The interface between arbitration and the Brussels I system was hotly disputed during the reform process, with reason. The West Tankers ruling of the European court of Justice had amply demonstrated the shortcomings of the exclusion of ‘arbitration’ from the substantive scope of the European instrument, under Article 1(2)(d) of the Brussels I Regulation. Both the academia and the case law grappled with the meaning and the consequences of the exclusion of arbitration, and the recast seemed a good occasion to clarify this matter. After much debate, however, the result appears to be somewhat disappointing: not only was the issue only addressed through a Recital and not an actual provision of the regulation, but also it is unclear whether this addition will actually bring about any crucial changes to the preexisting situation. The chapter seeks to ascertain what exactly has changed with Recital 12 with regard to the interface between arbitration and the Brussels I Regulation. This endeavor requires first to look back at the roots of Recital 12, both in the light of the West Tankers judgement and with regard to the debate and political choices made during the reform process. Against this backdrop, the input of Recital 12 is nuanced: on the one hand it reaffirms the consequence of the arbitration exclusion, which is a welcome step; on the other, it remains silent on many issues that have profound practical consequences.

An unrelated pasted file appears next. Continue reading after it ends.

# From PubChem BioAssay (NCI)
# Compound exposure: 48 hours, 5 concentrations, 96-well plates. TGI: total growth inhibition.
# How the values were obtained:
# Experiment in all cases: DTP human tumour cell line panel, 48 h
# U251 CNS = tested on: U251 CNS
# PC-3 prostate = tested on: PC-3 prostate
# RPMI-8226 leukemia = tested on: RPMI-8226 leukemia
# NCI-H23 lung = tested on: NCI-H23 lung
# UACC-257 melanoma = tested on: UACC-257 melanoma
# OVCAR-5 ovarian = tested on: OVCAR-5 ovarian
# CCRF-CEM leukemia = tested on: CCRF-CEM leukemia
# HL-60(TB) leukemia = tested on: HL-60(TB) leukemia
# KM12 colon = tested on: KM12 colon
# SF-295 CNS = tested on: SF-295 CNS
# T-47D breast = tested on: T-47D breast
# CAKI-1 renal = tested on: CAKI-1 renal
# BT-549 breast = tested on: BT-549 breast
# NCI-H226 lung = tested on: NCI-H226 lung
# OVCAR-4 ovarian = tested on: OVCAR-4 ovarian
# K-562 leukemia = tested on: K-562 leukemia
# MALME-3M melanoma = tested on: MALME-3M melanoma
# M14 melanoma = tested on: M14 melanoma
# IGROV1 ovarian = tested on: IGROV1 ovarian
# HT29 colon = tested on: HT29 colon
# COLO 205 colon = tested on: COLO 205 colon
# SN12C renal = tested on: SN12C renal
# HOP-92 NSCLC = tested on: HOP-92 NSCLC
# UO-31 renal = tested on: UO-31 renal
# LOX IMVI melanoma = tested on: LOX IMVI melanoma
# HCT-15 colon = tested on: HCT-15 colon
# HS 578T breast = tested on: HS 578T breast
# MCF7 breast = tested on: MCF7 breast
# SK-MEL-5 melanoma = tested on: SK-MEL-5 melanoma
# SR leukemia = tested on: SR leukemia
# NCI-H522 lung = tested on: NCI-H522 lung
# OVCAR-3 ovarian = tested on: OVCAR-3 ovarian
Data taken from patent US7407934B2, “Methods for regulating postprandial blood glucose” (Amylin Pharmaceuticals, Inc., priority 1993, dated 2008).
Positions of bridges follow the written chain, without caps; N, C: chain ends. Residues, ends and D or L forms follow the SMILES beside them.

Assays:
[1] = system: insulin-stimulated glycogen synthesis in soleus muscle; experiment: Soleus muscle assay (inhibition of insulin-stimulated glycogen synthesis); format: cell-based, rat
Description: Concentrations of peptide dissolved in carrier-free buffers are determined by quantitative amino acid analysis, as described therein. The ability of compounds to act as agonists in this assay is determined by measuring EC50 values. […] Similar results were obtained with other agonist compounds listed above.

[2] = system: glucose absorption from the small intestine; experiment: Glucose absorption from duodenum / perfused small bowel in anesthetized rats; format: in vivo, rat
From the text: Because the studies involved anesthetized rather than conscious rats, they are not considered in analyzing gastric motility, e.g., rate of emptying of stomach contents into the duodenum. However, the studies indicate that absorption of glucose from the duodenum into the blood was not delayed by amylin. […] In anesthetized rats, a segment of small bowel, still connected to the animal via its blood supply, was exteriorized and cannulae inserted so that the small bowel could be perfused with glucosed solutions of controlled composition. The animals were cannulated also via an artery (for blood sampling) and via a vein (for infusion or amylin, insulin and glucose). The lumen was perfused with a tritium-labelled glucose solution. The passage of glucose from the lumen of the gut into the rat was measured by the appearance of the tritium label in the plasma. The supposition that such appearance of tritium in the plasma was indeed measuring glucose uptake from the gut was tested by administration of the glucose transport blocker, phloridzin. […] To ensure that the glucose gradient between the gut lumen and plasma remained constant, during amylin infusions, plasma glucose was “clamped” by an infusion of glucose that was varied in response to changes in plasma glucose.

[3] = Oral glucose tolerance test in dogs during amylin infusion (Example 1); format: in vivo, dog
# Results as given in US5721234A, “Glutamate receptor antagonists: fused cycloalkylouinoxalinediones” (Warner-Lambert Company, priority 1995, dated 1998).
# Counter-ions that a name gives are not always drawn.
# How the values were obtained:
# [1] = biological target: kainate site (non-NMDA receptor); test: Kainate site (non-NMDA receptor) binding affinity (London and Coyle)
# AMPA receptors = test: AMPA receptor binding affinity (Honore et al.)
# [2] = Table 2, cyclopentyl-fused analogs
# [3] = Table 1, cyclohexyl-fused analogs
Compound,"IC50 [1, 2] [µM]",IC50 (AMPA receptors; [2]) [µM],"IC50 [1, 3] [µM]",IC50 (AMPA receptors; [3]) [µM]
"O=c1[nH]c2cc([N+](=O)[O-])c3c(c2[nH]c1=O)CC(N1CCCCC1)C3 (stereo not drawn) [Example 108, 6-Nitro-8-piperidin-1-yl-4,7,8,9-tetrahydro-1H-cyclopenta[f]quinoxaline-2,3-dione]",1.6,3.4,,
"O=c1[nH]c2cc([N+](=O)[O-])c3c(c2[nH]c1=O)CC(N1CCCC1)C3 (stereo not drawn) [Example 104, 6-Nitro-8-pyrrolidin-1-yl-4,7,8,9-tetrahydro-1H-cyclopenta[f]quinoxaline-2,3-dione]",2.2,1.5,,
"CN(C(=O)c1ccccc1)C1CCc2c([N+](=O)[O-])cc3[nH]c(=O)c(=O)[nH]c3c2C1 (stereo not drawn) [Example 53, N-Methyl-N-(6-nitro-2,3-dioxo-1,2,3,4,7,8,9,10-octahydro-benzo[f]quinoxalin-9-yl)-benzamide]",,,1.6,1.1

Sylvain Bollée and Étienne Farnoux
Hayk Kupelyants and Sylvain Bollée
This case arises out of a controversy between Dallah Real Estate & Tourism Holding Co (‘Dallah’) and the Government of Pakistan regarding the validity of an ICC arbitration commenced by Dallah in 1998. Dallah was a Saudi Arabian company that provided services to pilgrims travelling to Saudi Arabia. In 1995, Dallah signed a Memorandum of Understanding with the President of the Islamic Republic of Pakistan, whereby Dallah agreed to build housing for Pakistani pilgrims. In January 1996, the President of Pakistan then established an Awami Hajj Trust (‘Trust’), whose principal objective was to facilitate activities related to the pilgrimage. In the same year, the Trust and Dallah concluded a contract for the construction of housing for 45,000 Pakistani pilgrims. The contract referred to the terms that had been previously negotiated with the Government and also contained an arbitration clause, under which the parties agreed to refer all disputes to ICC arbitration in Paris. However, the Government of Pakistan was not a party to this contract. In November 1996, the Trust ceased to exist and the contract was never really executed. As a result, in 1998 Dallah initiated an arbitral proceeding against the Government of Pakistan before the ICC. The tribunal sided with Dallah awarding approximately US$20 million in damages and legal costs. Sitting in Paris, the tribunal composed of distinguished arbitrators (Lord Michael Mustill, Nassim Hasan Shah and Ghaleb Mahmassani) delivered three awards – on jurisdiction, applicable law and on the merits.